Source: American Journal of Physiology. Renal Physiology - December 19, 2018 Category: Physiology Authors: Chumley P, Zhou J, Mrug S, Chacko BK, Parant JM, Challa AK, Wilson LS, Berryhill TF, Barnes S, Kesterson RA, Bell PD, Darley-Usmar VM, Yoder BK, Mrug M Tags: Am J Physiol Renal Physiol Source Type: research

G-protein coupled receptor 37L1 regulates renal sodium transport and blood pressure.
Abstract GPCRs in the kidney regulate the reabsorption of essential nutrients, ions, and water from the glomerular filtrate. Abnormalities in renal epithelial ion transport play important roles in the pathogenesis of essential hypertension. The orphan G protein-coupled receptor 37L1 (GPR37L1), also known as ETBR-LP2, is expressed in several regions in the brain, but its expression profile and function in peripheral tissues are poorly understood. We found that GPR37L1 mRNA expression is highest in the brain, followed by the stomach, heart, testis, and ovary, with moderate expression in the kidney, pancreas, skeleta...
Source: American Journal of Physiology. Renal Physiology - December 19, 2018 Category: Physiology Authors: Zheng X, Asico LD, Ma X, Konkalmatt PR Tags: Am J Physiol Renal Physiol Source Type: research

Dietary Oxalate and Kidney Stone Formation.
Abstract Dietary oxalate is plant derived and may be a component of vegetables, nuts, fruits and grains. In normal individuals, approximately half of urinary oxalate is derived from the diet and half from endogenous synthesis. The amount of oxalate excreted in urine plays an important role in calcium oxalate (CaOx) stone formation. Large epidemiologic cohort studies have demonstrated that urinary oxalate excretion is a continuous variable when indexed to stone risk. Thus, those with oxalate excretions greater than 25 mg/day may benefit from a reduction in urinary oxalate output. The 24 hour urine assessment may mi...
Source: American Journal of Physiology. Renal Physiology - December 19, 2018 Category: Physiology Authors: Mitchell T, Kumar P, Reddy T, Wood KD, Knight J, Assimos DG, Holmes RP Tags: Am J Physiol Renal Physiol Source Type: research

Unravelling reno-protective effects of SGLT2 inhibition in human proximal tubular cells.
Abstract Large clinical trials demonstrated that SGLT2 inhibitors (SGLT2i) slow the progression of kidney function decline in type 2 diabetes. As the underlying molecular mechanisms are largely unknown, we studied the effects of SGLT2i on gene expression in two human proximal tubular (PT) cell lines under normoglycemic conditions, utilizing two SGLT2i, namely empagliflocin and canagliflocin. Genome-wide expression analysis did not reveal substantial differences between these two SGLT2i. Microarray hybridization analysis identified 94 genes that were both upregulated by TGF-ß1 and downregulated by either of t...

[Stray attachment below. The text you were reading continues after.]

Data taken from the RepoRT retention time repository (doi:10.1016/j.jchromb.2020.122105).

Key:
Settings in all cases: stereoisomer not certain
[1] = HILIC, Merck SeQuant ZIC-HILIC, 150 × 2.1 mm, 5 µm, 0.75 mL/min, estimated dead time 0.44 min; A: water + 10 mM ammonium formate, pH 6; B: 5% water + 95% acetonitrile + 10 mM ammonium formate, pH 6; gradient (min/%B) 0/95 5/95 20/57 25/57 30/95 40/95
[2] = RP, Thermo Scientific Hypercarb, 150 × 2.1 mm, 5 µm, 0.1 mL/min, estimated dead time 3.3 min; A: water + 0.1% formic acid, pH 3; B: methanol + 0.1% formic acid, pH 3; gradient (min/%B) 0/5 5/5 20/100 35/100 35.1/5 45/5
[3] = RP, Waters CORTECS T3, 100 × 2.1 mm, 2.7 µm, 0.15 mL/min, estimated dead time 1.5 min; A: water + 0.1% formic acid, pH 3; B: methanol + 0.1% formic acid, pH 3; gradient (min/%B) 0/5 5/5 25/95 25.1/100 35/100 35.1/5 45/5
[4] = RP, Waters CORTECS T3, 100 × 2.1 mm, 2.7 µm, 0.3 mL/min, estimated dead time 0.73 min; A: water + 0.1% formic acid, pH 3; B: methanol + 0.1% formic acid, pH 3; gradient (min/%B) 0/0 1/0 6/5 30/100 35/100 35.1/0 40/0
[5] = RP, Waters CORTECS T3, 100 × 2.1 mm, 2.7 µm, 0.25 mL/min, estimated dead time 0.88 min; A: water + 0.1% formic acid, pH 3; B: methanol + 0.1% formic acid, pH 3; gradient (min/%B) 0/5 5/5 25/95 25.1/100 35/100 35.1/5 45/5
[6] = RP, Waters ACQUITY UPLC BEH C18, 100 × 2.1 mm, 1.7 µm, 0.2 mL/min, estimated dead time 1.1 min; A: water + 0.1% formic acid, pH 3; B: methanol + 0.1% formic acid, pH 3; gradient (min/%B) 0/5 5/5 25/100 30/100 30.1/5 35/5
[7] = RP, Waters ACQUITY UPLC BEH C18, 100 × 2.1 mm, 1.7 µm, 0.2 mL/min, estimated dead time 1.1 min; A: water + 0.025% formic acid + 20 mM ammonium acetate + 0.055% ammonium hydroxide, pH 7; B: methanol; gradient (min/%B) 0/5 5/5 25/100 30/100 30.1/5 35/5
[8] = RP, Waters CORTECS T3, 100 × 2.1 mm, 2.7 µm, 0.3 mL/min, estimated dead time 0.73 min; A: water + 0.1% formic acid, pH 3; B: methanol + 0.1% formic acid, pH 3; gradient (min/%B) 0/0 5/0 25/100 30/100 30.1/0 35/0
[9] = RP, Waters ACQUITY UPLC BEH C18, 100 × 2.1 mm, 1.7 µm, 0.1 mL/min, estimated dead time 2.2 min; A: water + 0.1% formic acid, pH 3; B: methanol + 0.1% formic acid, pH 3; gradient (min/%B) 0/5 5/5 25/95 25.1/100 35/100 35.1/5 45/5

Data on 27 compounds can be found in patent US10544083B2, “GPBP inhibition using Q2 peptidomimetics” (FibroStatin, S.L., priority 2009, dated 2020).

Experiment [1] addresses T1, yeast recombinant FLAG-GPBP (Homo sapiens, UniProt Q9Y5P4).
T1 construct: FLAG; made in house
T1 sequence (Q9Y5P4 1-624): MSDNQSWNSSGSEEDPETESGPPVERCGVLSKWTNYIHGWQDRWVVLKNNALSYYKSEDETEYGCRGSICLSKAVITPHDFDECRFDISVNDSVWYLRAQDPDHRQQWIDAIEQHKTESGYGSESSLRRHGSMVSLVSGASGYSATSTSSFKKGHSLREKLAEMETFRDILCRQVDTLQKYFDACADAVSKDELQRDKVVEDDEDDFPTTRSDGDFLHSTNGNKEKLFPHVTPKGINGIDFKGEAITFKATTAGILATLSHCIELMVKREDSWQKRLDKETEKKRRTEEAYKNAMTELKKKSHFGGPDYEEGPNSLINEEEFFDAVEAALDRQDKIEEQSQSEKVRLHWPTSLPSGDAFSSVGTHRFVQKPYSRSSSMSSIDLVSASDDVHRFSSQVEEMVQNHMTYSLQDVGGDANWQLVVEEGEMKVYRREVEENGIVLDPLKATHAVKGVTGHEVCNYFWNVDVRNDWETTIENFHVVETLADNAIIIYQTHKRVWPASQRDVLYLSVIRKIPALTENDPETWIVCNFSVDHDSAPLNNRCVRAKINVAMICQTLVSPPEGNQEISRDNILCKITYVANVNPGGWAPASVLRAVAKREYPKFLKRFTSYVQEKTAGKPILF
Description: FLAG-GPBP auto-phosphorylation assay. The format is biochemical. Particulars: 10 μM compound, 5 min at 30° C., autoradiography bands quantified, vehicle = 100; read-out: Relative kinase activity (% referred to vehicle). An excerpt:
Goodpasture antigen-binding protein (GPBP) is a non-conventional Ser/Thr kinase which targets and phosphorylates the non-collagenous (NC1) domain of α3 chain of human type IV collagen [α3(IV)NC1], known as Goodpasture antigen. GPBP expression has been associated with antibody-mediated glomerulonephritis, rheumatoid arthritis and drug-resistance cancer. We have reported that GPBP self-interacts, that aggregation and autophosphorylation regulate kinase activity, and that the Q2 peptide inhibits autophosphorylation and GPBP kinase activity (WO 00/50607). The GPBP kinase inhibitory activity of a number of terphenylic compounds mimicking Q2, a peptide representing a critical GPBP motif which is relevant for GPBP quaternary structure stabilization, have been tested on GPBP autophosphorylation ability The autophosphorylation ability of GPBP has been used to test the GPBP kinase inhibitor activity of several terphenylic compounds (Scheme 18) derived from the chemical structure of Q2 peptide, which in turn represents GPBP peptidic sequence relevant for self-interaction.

Source: American Journal of Physiology. Renal Physiology - December 12, 2018 Category: Physiology Authors: Pirklbauer M, Schupart R, Fuchs LC, Staudinger P, Corazza U, Sallaberger S, Leierer J, Mayer G, Schramek H Tags: Am J Physiol Renal Physiol Source Type: research

The impact of obesity as an independent risk factor for the development of renal injury: implications from rat models of obesity.
Abstract Diabetes and hypertension are the major causes of chronic kidney disease (CKD). Epidemiological studies within the last few decades have revealed that obesity-associated renal disease is a emerging epidemic and that the increasing prevalence of obesity parallels the increased rate of CKD. This has led to the inclusion of obesity as an independent risk factor for CKD. A major complication when studying the relationship between obesity and renal injury is that cardiovascular and metabolic disorders that may result from obesity including hyperglycemia, hypertension, and dyslipidemia, or the cluster of these ...
Source: American Journal of Physiology. Renal Physiology - December 12, 2018 Category: Physiology Authors: McPherson KC, Shields CA, Poudel B, Fizer B, Pennington A, Szabo-Johnson A, Thompson WL, Cornelius DC, Williams JM Tags: Am J Physiol Renal Physiol Source Type: research

"I Don't Get No Respect" - The Role of Chloride in Acute Kidney Injury.
"I Don't Get No Respect" - The Role of Chloride in Acute Kidney Injury. Am J Physiol Renal Physiol. 2018 Dec 12;: Authors: Rein JL, Coca SG Abstract Acute kidney injury (AKI) is a major public health problem that complicates 10-40% of hospital admissions. Importantly, AKI is independently associated with increased risk of progression to chronic kidney disease, end stage renal disease, cardiovascular events, and increased risk of in-hospital and long-term mortality. The chloride content of intravenous fluid has garnered much attention over the last decade, and its association with excess use ...
Source: American Journal of Physiology. Renal Physiology - December 12, 2018 Category: Physiology Authors: Rein JL, Coca SG Tags: Am J Physiol Renal Physiol Source Type: research

Myo-inositol oxygenase accentuates renal tubular injury initiated by endoplasmic reticulum (er) stress.
MYO-INOSITOL OXYGENASE ACCENTUATES RENAL TUBULAR INJURY INITIATED BY ENDOPLASMIC RETICULUM (ER) STRESS. Am J Physiol Renal Physiol. 2018 Dec 12;: Authors: Tominaga T, Sharma I, Fujita Y, Doi T, Wallner AK, Kanwar YS Abstract Besides oxidant stress, ER stress has been implicated in the pathogenesis of various metabolic disorders affecting kidney. These two forms of stresses are not mutually exclusive to each other and may operate by a feedback loop in worsening the cellular injury. To attest to this contention studies were performed to assess if in such a setting there is worsening of tubulo-interstiti...